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The inauguration of President-elect Donald Trump will take place later this week, and President Barack Obama is about to leave office after eight years in the White House. Those of different political persuasions will disagree about the reasons behind what's happened since then, but the fact is that the S&P 500 (SNPINDEX: ^GSPC) has climbed 167% over that time frame, and that doesn't include the upward impact of dividends that stocks have paid since 2009.
As strong as the bull market has been, those returns pale in comparison to what the top-performing stocks have accomplished. Let's look at the stocks currently in the S&P 500 and find the 10 top performers during the Obama administration.
Source: S&P Global Market Intelligence.
Perhaps the most interesting thing about these top 10 stocks is that they don't actually have that much in common with each other. You'll find a wide variety of different industries represented, and some of them appear to have little connection to the financial crisis. There are, though, a few common themes, and those concepts are likely to keep driving performance in the future.
The mobile revolution keeps moving forward
Several of the companies above have benefited greatly from advances in technology over the past eight years, but they've taken different approaches toward capitalizing on their opportunities. For Priceline and Expedia, gains stemmed largely from the perception in 2009 that the travel world had changed forever. The 2008 recession convinced many people that business travel would shrink dramatically, as cost concerns forced many businesses to consider other options, like teleconferencing, as an alternative to live interaction. Yet that never actually happened, and even with challenges persisting in some parts of the global economy, both Priceline and Expedia have found niches in which to grow and prosper.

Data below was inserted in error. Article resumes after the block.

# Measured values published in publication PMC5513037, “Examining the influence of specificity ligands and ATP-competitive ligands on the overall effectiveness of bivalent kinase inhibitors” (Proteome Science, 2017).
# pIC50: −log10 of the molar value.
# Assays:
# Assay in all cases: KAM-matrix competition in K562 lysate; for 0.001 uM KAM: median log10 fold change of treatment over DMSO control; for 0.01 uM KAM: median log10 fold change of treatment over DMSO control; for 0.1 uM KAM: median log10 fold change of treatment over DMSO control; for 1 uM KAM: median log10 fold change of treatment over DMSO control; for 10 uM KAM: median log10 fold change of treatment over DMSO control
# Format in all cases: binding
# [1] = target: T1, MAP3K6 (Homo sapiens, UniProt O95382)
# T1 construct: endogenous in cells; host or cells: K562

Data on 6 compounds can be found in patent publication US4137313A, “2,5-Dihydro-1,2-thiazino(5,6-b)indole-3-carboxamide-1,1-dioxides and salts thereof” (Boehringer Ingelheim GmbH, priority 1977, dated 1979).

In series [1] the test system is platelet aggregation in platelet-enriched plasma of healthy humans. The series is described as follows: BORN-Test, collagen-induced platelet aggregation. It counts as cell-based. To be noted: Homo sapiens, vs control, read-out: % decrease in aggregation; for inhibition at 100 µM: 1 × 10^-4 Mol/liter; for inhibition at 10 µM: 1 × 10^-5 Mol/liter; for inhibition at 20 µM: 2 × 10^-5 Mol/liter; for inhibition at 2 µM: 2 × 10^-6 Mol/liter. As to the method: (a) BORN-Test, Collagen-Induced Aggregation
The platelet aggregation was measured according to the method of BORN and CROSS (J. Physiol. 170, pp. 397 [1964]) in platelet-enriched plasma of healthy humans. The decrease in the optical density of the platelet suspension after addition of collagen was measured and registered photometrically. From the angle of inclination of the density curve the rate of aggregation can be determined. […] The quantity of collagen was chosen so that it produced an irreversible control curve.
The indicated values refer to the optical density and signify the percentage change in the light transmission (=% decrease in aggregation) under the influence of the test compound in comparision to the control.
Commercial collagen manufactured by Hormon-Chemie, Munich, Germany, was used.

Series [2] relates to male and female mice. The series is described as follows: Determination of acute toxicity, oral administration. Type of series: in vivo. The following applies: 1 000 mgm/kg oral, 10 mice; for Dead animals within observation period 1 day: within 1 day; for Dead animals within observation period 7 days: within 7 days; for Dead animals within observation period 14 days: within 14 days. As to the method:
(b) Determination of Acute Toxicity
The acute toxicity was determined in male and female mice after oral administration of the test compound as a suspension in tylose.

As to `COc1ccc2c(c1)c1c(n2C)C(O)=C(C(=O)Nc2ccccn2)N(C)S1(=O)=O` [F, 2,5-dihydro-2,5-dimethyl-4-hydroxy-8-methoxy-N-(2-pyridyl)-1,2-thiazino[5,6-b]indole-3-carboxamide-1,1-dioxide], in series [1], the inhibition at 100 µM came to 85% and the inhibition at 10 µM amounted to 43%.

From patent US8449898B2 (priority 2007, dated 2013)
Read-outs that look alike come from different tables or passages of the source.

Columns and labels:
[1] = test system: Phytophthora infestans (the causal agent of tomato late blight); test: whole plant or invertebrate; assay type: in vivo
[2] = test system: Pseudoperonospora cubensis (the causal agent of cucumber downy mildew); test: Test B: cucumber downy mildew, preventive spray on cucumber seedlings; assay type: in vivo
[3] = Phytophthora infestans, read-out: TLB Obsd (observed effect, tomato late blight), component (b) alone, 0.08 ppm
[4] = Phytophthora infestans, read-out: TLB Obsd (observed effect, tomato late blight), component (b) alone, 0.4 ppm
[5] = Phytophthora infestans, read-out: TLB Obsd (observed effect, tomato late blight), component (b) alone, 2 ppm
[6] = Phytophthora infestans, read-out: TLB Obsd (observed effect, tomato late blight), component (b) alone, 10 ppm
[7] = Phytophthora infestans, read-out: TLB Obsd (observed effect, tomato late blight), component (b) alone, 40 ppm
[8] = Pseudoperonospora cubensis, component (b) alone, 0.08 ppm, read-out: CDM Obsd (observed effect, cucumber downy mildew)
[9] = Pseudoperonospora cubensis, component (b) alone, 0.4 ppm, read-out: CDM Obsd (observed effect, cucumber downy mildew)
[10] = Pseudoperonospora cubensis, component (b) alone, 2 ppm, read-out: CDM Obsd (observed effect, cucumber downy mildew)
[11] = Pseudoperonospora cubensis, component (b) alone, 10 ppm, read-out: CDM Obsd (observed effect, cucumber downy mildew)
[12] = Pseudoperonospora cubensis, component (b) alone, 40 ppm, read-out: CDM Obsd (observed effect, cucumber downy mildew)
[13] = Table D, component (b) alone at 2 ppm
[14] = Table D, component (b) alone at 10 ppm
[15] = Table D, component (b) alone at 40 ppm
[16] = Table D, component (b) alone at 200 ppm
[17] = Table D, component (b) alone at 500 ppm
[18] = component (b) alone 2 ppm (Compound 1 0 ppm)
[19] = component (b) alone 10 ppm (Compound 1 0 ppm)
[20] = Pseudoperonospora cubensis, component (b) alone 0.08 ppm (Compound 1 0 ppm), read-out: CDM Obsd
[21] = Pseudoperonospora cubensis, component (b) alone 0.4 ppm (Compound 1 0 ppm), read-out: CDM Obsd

The convenience that technology provides has lifted shares of many other tech companies. On this list, Netflix and Amazon share the streaming video arena in common, but more broadly, they've taken advantage of rising demand for consumer convenience by delivering goods and services directly to homes rather than making customers venture out to fulfill their needs. Americans have been quick to adopt those attitudes, but both Amazon and Netflix have growth opportunities internationally to duplicate their U.S. successes and get another spurt of revenue and profit gains in the years to come.
Finding other ways to thrive
Yet some companies have found ways to fight back against the domination of online alternatives. Ulta Salon has counted on the desire of its customers to visit its stores, producing an in-store salon experience that complements its vast array of beauty and other products well. Even as many brick-and-mortar companies have had to close stores, Ulta has gone through a massive expansion, and sees that trend continuing indefinitely.
The best thing about Ulta's business model is that, try as they might, online retailers simply can't duplicate the tactile feeling of having professional stylists and cosmeticians working directly with you in person. That gives Ulta a competitive advantage that will help defend its business from the online retail trend.
Similarly, United Rentals has tapped into the sharing economy by providing construction equipment to those who need it without requiring customers to go to the expense of making a full upfront purchase. Just as companies like Uber and Airbnb seek to offer those who want to be able to go places and stay somewhere without having to buy a vehicle or a home, United Rentals offers the use of what would be prohibitively expensive equipment to buy at attractive rental prices.
Those prices allow United Rentals to make a profit even as they save customers money. That's an idea that never goes out of style, and if the construction market starts to gain traction, then United Rentals could see even more extensive gains in the future.
The stock market has soared during the Obama administration, and these 10 stocks saw particularly impressive gains. For most of them, opportunities still exist that could send their share prices even higher long after the current president has left the White House.
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Dan Caplinger owns shares of Priceline Group. The Motley Fool owns shares of and recommends Amazon.com, Netflix, Priceline Group, Skyworks Solutions, and Ulta Salon, Cosmetics and Fragrance. The Motley Fool has the following options: short January 2017 $75 calls on Skyworks Solutions. The Motley Fool has a disclosure policy.